Wind farms in Britain became the primary source of electricity for the first time in the first three months of this year. This milestone was achieved with the activation of numerous new wind turbines, which generated 32.5% of the country’s electricity. Gas-powered plants, on the other hand, produced 31.7% of the electricity. (Source Drax Insights)

During the first quarter, wind farms contributed 24 terawatt-hours (TWh) of electricity, an amount sufficient to charge over 300 million Tesla Model Y electric cars. This marked a 3% increase from the previous year, despite the less windy weather. The addition of more than 350 new offshore wind turbines, including the world’s largest offshore wind farm, Hornsea Two, situated 55 miles off the Yorkshire coast, compensated for the lower wind speeds.

The total capacity of wind farms grew by 14% compared to the previous year, contributing to the advancement even in less favourable weather conditions. In contrast, electricity generation from gas-powered plants decreased by 5% to 23.4 TWh due to a 4% reduction in electricity demand resulting from a warmer start to the year.

This shift towards wind energy surpassing gas is a significant step in reducing carbon emissions in Britain’s electricity system. For many years, fossil fuels, particularly coal, have been the primary energy source. However, coal’s contribution has decreased significantly, with it accounting for only 1.3% of the energy in the first quarter. Cleaner-burning gas has replaced a substantial portion of coal usage.

The British government has set ambitious goals to achieve a completely carbon-free electricity system by 2035, with a substantial increase in offshore wind energy. The target is to have 50 gigawatts of offshore wind capacity by 2030, compared to the current capacity of less than 14 gigawatts. However, energy companies have cautioned that these targets may be challenging to meet due to delays in obtaining permits, establishing cable connections, inflation, and rising supply costs.

In England, the development of onshore wind farms has mostly been halted since 2015, when planning restrictions were introduced under David Cameron’s government. These regulations empower individuals to impede projects single-handedly. To encourage further development, the government has proposed offering better energy bill discounts to people living near new onshore wind farms. While wind farm developers already provide local communities with electricity bill discounts, it remains unclear what new and improved offers can be expected for those residing near onshore wind projects in the future. However, industry experts, such as James Robottom, the head of onshore wind at trade group RenewableUK, have asserted that these proposals lack significance without changes in planning rules. However, the renewable energy sector has accused the government of making minimal effort to reform the planning system and remove the ban.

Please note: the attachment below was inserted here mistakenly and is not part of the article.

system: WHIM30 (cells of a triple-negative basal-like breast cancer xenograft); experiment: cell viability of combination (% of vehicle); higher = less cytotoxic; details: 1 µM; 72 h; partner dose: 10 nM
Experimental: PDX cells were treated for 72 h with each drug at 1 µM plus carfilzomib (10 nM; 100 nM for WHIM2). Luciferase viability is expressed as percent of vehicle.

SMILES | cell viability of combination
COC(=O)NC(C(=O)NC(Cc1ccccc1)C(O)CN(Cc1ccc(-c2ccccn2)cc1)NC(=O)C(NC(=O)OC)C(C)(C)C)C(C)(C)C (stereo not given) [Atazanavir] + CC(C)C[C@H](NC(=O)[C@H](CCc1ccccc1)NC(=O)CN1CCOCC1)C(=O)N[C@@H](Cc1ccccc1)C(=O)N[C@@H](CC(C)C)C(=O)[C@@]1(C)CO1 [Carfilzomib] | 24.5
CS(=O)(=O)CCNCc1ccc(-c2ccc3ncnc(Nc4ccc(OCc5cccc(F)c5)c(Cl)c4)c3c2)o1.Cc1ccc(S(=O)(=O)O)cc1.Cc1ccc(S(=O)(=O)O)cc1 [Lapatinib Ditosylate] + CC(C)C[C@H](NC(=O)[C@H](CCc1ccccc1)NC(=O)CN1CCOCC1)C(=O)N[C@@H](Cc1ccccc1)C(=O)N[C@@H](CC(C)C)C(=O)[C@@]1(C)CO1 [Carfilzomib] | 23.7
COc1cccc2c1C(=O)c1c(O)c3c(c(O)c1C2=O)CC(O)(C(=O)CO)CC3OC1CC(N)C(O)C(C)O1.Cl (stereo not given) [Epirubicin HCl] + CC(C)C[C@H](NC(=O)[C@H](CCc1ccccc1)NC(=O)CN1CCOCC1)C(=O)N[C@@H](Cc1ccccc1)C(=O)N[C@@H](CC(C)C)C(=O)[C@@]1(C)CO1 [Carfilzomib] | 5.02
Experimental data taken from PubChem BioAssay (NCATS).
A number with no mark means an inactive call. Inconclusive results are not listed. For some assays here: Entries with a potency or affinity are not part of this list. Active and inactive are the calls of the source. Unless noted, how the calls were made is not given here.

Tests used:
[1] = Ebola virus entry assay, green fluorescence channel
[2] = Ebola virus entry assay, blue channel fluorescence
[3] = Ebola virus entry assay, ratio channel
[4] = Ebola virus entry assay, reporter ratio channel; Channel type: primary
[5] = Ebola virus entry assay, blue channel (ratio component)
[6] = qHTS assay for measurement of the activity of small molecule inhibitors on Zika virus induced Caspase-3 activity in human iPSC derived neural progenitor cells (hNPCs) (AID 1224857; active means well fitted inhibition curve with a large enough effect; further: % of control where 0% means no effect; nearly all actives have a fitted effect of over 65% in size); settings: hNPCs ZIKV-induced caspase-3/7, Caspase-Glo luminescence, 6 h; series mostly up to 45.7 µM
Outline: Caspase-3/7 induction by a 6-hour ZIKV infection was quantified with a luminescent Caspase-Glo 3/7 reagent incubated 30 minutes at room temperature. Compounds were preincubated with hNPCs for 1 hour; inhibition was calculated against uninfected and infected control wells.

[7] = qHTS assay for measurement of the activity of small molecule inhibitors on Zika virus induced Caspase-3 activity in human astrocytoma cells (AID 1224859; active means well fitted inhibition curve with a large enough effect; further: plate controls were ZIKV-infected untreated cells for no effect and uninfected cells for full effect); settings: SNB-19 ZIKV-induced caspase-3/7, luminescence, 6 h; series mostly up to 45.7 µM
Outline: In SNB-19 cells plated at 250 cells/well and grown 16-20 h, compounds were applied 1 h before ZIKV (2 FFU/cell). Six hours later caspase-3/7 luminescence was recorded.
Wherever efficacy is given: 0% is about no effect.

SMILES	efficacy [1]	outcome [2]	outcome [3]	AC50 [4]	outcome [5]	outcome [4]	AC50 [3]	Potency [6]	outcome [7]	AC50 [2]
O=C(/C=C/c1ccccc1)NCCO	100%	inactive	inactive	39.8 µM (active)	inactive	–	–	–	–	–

Vocabulary Definitions

  1. Wind farms: Large areas of land or bodies of water where multiple wind turbines are installed to generate electricity.
  2. Terawatt-hours (TWh): A unit of energy equal to one trillion (10^12) watt-hours.
  3. Gigawatts: A unit of power equal to one billion (10^9) watts.
  4. Offshore: Relating to or located in the sea, typically a considerable distance from the shore.
  5. Fossil fuels: Natural fuels, such as coal, oil, and natural gas, formed from the remains of prehistoric plants and animals.
  6. Carbon-free: Free from carbon emissions or carbon dioxide.
  7. Permits: Official documents or licenses that authorize a particular activity, often granted by a governmental authority.
  8. Planning restrictions: Regulations or limitations imposed by authorities on the development or construction of certain projects.
  9. Impede: To obstruct or hinder the progress, movement, or development of something.

Vocabulary Quiz

Choose the correct definition for each word:

Wind farms

a) Areas designated for recreational wind activities.

b) Large areas where wind turbines generate electricity.

c) Farms that cultivate crops using wind energy.

Terawatt-hours (TWh)

a) A measure of energy equal to one trillion watt-hours.